A physically and mentally healthy refugee has a greater chance of successful resettlement. This document provides basic information on the health risks associated with the refugee experience, and means of accessing care after resettlement in the United States, with a concentration on health insurance programs which target children’s needs.

Although refugees’ backgrounds may vary considerably (by country of origin, level of education, use of Western health care systems, exposure to infectious diseases, and experiences of physical and psychological trauma, etc), they all share the same experience of being forced to flee their home countries, unable to return due to a well-founded fear of persecution. Refugee health risks can be understood according to the different stages of this refugee experience: pre-migration, flight and time in refugee camps, and post-migration/resettlement.

Health Risks According to Stages of Forced Migration & Resettlement

Pre-migration: Prior to leaving their homes, refugees may be exposed to diseases, depending upon the region of the world in which they live, and may be targeted for violence, resulting in physical and psychic trauma.

During flight & refugee camps: As refugees flee their homes, and spend sometimes years in refugee camps, they may experience malnutrition, exposure to the elements, and continued trauma. Children who have been separated from their parents are more likely to experience physical and emotional trauma, and may be at higher risk of health problems. Refugee children, in particular, may arrive in the U.S. malnourished, in need of dental care, and with high blood lead levels.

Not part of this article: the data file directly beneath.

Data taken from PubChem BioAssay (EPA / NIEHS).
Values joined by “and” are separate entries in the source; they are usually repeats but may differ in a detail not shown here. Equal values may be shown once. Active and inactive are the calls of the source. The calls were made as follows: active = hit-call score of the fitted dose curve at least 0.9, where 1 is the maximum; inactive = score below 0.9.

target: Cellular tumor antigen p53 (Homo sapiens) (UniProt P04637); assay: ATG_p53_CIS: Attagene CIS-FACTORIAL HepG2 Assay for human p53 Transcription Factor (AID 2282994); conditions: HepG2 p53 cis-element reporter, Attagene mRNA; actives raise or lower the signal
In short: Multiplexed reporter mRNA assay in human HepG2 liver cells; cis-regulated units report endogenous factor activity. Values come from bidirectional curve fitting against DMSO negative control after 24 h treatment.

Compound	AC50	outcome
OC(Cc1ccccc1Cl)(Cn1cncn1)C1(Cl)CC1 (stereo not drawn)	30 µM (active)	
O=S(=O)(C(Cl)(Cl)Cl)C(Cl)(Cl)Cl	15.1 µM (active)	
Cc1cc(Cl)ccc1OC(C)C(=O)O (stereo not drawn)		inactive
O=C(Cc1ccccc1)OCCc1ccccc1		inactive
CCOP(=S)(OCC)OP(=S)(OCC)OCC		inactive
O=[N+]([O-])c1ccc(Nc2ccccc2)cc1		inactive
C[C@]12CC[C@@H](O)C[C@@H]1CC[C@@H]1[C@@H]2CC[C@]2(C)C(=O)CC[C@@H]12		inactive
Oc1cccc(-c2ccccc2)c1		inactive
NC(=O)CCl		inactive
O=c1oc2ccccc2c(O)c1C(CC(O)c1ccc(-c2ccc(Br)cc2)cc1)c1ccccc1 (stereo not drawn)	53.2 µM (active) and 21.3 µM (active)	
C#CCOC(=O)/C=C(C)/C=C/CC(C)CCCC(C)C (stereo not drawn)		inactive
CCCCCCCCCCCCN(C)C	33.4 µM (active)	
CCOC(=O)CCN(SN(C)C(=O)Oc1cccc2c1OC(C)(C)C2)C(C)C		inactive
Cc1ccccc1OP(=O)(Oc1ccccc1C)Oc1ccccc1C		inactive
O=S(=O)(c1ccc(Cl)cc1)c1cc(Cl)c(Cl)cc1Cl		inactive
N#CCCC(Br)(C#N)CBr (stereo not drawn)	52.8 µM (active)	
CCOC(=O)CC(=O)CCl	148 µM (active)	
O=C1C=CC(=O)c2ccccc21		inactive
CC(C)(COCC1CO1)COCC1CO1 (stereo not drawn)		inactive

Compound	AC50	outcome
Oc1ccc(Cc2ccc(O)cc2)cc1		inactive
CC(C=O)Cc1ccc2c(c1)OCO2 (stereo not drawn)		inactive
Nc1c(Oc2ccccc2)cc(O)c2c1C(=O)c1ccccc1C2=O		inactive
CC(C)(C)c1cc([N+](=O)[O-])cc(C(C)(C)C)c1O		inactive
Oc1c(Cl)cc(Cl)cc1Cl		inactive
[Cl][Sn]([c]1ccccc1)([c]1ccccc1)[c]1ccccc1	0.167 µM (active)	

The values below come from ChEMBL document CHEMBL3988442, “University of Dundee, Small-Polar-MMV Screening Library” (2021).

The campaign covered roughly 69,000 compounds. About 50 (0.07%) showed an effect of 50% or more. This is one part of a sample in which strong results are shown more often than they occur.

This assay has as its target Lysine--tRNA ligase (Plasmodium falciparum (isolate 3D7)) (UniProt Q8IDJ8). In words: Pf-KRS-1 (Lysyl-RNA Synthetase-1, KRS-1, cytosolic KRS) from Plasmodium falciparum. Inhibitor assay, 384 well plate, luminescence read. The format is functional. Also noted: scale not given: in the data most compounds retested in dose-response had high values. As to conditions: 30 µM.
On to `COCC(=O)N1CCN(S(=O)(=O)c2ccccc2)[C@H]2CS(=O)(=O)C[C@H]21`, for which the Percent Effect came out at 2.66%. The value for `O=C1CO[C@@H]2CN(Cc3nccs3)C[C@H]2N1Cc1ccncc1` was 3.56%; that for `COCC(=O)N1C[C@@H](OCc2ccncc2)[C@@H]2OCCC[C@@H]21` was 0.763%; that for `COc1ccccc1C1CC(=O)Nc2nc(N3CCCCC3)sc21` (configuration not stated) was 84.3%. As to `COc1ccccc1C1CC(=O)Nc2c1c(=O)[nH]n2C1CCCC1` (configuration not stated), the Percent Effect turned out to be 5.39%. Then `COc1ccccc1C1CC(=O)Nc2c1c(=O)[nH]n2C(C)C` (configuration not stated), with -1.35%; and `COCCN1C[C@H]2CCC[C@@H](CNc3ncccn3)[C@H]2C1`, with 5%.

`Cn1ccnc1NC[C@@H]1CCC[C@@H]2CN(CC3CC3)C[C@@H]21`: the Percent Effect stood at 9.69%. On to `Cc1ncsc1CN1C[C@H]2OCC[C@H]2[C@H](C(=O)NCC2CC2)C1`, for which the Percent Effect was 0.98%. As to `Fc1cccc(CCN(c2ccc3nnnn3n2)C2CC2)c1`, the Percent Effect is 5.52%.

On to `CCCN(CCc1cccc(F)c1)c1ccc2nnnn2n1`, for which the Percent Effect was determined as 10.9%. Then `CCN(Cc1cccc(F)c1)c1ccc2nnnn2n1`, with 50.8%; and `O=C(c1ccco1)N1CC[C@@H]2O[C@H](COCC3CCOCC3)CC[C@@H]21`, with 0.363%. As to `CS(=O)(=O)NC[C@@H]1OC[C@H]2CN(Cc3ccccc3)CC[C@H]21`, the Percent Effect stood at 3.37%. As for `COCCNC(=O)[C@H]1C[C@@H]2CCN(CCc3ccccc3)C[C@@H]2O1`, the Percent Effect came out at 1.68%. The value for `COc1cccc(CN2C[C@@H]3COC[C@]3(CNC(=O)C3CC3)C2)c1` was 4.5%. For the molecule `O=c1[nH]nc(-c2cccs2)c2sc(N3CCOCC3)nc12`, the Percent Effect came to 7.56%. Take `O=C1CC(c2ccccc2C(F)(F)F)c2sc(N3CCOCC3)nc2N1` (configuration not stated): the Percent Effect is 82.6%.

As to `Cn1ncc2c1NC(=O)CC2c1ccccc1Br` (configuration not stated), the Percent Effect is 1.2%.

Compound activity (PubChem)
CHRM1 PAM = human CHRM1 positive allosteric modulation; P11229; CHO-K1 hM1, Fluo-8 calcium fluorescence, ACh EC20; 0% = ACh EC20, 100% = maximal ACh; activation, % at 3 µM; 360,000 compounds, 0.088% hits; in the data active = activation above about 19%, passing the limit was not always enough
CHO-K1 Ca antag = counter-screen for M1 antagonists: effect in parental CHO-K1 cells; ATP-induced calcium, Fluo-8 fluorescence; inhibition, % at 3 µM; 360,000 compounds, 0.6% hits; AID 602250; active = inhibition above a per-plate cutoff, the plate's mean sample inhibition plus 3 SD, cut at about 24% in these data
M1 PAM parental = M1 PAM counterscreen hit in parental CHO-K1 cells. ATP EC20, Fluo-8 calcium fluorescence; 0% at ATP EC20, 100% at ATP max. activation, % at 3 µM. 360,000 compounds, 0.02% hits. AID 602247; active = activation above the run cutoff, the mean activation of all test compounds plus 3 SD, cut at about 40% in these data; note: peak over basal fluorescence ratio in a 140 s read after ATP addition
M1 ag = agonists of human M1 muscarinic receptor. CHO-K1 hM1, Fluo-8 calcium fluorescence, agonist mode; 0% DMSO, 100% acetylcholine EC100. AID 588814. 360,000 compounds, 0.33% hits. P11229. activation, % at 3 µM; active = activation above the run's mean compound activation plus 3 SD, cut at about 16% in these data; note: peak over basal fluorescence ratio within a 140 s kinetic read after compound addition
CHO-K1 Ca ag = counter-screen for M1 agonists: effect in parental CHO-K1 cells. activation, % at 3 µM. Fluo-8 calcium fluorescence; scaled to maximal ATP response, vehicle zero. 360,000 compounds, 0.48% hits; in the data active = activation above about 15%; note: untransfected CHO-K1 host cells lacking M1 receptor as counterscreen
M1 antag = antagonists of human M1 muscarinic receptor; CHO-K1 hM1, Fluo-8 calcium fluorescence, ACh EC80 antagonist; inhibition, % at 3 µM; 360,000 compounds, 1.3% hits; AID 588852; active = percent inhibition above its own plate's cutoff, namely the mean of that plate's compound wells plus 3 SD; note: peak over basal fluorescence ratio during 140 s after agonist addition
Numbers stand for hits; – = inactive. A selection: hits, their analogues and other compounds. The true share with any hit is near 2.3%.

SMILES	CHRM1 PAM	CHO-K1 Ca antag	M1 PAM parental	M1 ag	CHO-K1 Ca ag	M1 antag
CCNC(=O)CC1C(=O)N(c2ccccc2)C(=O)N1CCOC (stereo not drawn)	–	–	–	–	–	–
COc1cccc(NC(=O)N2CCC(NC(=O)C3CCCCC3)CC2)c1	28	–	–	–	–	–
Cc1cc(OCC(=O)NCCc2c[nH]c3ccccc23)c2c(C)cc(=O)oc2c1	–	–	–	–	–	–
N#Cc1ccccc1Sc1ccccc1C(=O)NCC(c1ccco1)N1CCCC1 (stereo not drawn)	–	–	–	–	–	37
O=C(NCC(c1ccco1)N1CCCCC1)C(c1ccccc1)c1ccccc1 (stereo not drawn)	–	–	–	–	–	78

Post-migration/Resettlement: Once in the U.S., refugees may confront racism and unemployment in addition to the stresses of adjustment to a different language and culture. Over time, refugees tend to develop a higher risk of chronic diseases, such as obesity, heart disease, and diabetes, and may have ongoing responses to trauma, including depressive, anxiety, and post-traumatic stress disorders. Families may also experience more conflict as some members, especially teenagers, adapt more quickly to the new culture than others. Compounding these risks may be a low health literacy and lack of access to, or low utilization of appropriate health and mental health services.

Prior to resettlement, all refugees, including children, must undergo a mandatory medical assessment. This assessment is sponsored by the U.S. State Department, and is typically administered by the IOM. The U.S. Center for Disease Control and Prevention (CDC) provides expert technical information for the development and implementation of these medical assessments. For more information on the system of medical assessments, please see the following link: http://www.refugeehealthta.org/physical-mental-health/health-assessments/overseas-medical-exam/

Once refugee families are resettled in the United States, they must learn to navigate the U.S. healthcare system. Typically, residents of the United States receive health insurance through employer-sponsored programs. This is not an option for the majority of recently resettled refugees, as accessing the types of positions that have health insurance benefits can be difficult.